When about 27,000 runners take over the streets Saturday for the 13th annual Baltimore Running Festival, they'll trust their training to get them through the day.
But just in case spectators, residents and other visitors to the city need a hand, here's a handful of things to keep in mind on race day.
When and where do the races begin?
The Baltimore Marathon and team relay begin at 8 a.m. near the intersection of South Paca Street and Camden Street, followed by the 5K at 8:15 a.m. At 9:45 a.m., the half-marathon begins near the corner of Conway Street and Light Street. If you're running, race officials recommend arriving 90 minutes prior to the start of your race.
Will there be road closures, and when will they begin and end?
Paca Street from Pratt to Lombard Streets will be closed from 5:30 a.m. until 9 a.m.; Russell Street from Lee to Pratt Streets will be closed 6:30 a.m. to 10 a.m.; Camden Street from Paca to Howard Streets will be closed 6:30 a.m. to 3:15 p.m.; Russell Street at Hamburg Street will be closed 7 a.m. to 10 a.m.; Eutaw Street from Pratt to Camden Streets will be closed from 7 a.m. to 3:15 p.m.; Hamburg Street Bridge from Russell to Leadenhall Streets will be closed 7 a.m. to 4 p.m.; Key Highway from Cross to Light Streets will be closed 8 a.m. to 11:45 a.m. and Light Street from Lombard Street to Key Highway will be closed 8:30 a.m. to 2:30 p.m. Other streets are subject to parking restrictions and lane closures, and temporary traffic stops may occur to allow runners to pass.
Where can I park near the start or finish line?
Availability will be limited, but there will be free parking in several lots that surround M&T Bank Stadium, including Lots A, F, G, H, K, L, M, N, O, MM and NN. If you would rather park outside the city, light rail will run every 15 minutes coming south from Hunt Valley beginning at 6 a.m. and every 15 minutes coming north from Cromwell beginning at 5 a.m.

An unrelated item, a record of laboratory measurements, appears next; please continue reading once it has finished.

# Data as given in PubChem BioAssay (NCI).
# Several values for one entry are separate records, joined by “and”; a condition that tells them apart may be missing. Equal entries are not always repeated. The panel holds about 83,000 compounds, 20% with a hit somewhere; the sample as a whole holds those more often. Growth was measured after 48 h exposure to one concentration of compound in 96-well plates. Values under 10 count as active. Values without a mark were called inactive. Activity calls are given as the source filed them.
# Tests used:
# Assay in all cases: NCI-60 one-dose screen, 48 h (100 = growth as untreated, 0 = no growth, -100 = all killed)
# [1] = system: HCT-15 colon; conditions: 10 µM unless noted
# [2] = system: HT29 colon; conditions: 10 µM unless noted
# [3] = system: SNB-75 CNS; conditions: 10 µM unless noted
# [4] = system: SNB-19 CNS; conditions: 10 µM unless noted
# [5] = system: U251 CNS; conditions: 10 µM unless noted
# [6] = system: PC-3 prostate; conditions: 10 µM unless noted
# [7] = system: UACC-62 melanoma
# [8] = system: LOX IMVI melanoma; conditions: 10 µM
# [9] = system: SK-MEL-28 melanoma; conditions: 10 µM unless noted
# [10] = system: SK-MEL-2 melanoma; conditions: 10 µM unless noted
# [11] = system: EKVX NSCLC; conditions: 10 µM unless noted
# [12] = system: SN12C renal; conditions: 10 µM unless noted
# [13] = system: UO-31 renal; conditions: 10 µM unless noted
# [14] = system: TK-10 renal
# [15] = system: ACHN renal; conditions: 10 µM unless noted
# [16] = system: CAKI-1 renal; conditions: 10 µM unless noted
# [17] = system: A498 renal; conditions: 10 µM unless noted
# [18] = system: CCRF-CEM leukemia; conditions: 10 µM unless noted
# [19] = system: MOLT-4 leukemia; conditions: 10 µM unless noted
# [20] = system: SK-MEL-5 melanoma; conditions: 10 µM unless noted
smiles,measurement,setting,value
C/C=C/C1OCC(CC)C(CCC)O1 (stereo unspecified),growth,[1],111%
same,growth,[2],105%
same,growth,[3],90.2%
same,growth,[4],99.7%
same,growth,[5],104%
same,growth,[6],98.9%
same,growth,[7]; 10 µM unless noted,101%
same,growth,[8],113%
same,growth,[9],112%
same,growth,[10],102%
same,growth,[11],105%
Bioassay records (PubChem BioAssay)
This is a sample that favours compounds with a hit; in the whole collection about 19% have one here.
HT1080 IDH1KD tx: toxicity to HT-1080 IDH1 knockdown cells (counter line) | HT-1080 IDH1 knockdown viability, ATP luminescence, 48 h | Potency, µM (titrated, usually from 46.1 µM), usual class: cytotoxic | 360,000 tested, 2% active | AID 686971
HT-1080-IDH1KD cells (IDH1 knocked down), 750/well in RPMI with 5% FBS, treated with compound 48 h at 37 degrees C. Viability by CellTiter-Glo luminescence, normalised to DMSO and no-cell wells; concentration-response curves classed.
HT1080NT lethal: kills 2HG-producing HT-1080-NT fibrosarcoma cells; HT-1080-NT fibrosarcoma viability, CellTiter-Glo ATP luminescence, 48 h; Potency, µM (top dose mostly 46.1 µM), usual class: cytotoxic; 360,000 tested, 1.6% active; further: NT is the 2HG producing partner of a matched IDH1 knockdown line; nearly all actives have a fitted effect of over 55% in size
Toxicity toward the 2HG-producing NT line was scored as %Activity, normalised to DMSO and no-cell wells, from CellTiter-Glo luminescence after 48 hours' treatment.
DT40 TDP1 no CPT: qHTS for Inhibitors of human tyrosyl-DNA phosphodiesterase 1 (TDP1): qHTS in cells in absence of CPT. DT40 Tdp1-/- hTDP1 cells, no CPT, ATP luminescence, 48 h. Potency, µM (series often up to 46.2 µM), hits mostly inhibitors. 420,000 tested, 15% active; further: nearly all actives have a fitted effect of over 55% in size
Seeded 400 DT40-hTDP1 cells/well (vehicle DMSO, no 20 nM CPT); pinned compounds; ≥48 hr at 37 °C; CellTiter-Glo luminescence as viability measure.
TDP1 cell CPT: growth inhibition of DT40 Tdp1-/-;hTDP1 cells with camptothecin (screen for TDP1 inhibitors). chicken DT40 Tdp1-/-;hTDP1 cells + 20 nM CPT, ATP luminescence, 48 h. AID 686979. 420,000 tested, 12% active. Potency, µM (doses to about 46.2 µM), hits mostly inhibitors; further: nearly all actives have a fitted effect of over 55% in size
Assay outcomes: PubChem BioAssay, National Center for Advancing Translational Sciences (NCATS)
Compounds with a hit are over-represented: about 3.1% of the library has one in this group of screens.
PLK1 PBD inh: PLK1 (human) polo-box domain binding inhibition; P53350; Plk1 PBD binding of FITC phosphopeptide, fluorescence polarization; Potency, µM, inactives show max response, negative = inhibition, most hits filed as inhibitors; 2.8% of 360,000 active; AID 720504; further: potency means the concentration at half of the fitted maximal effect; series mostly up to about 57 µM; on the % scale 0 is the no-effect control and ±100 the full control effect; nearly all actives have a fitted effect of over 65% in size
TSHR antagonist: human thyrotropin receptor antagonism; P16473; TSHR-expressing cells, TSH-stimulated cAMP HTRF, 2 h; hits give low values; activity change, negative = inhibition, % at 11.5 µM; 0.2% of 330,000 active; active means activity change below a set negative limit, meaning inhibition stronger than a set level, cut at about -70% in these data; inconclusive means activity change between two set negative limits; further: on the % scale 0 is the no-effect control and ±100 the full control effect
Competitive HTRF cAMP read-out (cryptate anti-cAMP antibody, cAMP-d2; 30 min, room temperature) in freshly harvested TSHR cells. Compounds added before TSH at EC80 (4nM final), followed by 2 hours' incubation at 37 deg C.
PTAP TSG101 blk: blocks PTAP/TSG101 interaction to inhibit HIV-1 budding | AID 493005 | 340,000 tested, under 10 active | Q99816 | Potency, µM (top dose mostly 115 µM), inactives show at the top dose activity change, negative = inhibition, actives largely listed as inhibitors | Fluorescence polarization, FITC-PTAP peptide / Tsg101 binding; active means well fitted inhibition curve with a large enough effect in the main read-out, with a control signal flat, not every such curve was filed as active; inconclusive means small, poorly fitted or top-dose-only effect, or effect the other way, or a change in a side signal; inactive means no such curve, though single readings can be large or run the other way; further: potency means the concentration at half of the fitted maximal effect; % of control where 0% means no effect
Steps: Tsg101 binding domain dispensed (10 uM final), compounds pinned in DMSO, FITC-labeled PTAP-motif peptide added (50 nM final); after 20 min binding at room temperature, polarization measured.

Where are the best places to see my friends and family who are running?
The start line will be crowded, but there's space further up Paca Street. Druid Hill Park offers some good spectating opportunities, and if you set up camp in the Inner Harbor — where the half-marathon begins and the marathon hits its halfway point — you can catch your runner and still make it over to the finish line in plenty of time. Spacious Patterson Park is another good viewing spot, near the intersection of Linwood and Eastern Avenues . You can see your favorite runner twice if you catch them going around Lake Montebello later in the race. If you want to see who wins the marathon, you better be at the finish line by 10 a.m.
What will the weather be like?
Early reports indicate the temperature will be the 60s with cloudy skies and light rain. To runners, that sounds almost too good to be true. Spectators may feel differently and should bring an umbrella. The race will be run rain or shine.Copyright © 2015, The Baltimore Sun